While it's possible for public pressure to cause a corporation or business to decide to make some change desired by the public, I fail to see how a petition can force Netflix to cease offering this film. If public opinion and rumblings from congressmen would have such an effect, I think we would have already reached that point.
Also, there's no doubt that the outcry about this film has given it far more exposure than it would get otherwise, and the people who run Netflix are twisted enough to look at all of this as being to their advantage, at least in the short term.
You can bet your bottom dollar that Netflix has acquired new customers because of the controversy, just so they can see the writhing 11 year old kids.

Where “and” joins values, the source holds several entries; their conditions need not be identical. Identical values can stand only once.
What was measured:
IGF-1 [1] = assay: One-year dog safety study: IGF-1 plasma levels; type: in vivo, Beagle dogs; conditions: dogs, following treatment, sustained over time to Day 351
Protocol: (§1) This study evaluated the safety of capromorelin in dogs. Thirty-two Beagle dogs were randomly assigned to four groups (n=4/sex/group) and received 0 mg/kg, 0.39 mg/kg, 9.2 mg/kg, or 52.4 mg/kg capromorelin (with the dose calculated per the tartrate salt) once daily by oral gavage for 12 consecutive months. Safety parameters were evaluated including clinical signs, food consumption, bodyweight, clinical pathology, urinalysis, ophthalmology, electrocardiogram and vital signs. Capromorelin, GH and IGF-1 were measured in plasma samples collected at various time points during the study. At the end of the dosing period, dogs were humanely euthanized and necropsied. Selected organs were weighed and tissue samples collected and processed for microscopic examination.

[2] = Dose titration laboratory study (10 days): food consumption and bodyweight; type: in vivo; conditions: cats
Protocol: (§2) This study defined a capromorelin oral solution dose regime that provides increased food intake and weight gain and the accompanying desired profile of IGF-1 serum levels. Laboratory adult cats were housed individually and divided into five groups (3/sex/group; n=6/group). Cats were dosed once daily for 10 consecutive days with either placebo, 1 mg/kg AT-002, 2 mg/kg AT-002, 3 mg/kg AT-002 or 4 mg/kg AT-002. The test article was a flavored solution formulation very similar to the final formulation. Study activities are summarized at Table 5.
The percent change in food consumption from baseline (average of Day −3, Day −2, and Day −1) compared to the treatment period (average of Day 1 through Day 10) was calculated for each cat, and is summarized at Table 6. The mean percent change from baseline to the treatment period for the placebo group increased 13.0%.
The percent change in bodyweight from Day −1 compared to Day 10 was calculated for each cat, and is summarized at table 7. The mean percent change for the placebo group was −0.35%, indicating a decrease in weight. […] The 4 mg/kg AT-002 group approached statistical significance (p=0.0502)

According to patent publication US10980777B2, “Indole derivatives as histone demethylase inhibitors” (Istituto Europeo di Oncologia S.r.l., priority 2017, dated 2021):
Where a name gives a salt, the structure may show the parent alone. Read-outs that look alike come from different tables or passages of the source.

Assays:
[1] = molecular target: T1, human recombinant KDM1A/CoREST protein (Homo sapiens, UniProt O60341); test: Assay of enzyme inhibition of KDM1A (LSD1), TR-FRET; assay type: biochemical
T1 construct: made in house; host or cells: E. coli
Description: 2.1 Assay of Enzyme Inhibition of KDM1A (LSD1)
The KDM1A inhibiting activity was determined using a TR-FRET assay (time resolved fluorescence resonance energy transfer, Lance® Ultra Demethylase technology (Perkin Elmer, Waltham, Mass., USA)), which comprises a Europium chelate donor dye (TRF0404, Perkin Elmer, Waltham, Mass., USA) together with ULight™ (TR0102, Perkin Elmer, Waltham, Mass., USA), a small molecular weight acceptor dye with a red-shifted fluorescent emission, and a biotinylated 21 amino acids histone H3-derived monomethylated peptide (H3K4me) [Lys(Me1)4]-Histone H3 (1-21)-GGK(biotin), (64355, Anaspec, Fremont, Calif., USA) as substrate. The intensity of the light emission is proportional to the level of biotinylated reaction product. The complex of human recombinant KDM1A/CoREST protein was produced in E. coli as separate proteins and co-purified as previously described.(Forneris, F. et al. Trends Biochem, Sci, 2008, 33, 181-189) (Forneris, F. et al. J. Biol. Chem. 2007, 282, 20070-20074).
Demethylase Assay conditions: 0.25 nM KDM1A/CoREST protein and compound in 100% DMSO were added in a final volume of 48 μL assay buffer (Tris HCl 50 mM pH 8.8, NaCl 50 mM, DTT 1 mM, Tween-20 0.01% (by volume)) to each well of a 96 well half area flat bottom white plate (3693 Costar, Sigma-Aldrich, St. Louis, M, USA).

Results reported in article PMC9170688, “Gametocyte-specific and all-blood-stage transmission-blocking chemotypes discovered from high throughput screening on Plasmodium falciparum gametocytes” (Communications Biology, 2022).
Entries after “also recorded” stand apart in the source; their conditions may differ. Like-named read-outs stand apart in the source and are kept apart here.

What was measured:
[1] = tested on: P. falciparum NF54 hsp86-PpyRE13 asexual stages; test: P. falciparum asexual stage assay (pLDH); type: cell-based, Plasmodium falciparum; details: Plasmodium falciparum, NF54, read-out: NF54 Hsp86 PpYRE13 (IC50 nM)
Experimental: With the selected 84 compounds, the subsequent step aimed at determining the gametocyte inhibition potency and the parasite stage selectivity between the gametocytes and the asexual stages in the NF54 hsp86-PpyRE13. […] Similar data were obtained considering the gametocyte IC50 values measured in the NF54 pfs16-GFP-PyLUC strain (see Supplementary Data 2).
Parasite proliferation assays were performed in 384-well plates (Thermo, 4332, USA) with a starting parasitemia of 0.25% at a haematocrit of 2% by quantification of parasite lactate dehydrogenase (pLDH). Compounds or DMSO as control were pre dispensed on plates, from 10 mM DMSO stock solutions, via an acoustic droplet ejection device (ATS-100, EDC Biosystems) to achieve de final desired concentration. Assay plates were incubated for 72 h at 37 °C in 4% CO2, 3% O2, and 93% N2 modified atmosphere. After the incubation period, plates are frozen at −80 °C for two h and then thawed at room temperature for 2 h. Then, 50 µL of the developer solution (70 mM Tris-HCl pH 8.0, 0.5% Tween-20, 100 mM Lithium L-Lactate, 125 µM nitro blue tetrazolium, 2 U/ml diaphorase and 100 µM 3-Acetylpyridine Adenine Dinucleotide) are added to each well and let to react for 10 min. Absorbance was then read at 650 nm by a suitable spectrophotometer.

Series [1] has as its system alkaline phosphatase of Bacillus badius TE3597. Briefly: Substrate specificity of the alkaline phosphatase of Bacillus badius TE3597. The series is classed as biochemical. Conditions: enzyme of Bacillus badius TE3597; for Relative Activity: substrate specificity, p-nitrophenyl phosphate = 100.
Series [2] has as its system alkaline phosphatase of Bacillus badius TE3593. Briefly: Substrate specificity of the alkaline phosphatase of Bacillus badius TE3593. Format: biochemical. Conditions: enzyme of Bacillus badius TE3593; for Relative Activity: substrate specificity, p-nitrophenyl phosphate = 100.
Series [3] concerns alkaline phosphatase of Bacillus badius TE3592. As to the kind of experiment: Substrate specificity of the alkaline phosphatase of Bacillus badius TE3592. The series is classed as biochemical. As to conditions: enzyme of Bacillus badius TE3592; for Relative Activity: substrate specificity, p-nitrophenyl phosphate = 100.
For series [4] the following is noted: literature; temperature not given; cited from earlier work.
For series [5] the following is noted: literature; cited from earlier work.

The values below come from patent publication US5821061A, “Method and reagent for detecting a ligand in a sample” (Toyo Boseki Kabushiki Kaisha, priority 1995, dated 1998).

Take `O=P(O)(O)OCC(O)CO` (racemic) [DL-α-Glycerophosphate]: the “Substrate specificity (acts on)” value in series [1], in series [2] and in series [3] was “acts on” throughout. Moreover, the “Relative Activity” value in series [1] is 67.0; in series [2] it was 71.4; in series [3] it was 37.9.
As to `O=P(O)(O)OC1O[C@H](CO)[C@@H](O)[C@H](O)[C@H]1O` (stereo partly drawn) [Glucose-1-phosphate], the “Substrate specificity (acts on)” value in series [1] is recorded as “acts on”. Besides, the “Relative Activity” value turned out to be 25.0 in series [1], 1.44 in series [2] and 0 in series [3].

"I sit astride life like a bad rider on a horse. I only owe it to the horse's good nature that I am not thrown off at this very moment." - Ludwig Wittgenstein
The film has been on Netflix's Top 10 most viewed ranking since it premiered, so there's a case to be made for, "The only bad publicity is no publicity."
Kind of amazing when it's obvious without the salacious stuff, the film is a dime a dozen kids look to find themselves story that has been done a thousand times before. Surely there are good and bad examples of the genre but I doubt enlightenment is at the top of Netflix viewers' list. This film did not have to be made.
Set the controls for the heart of the Sun.
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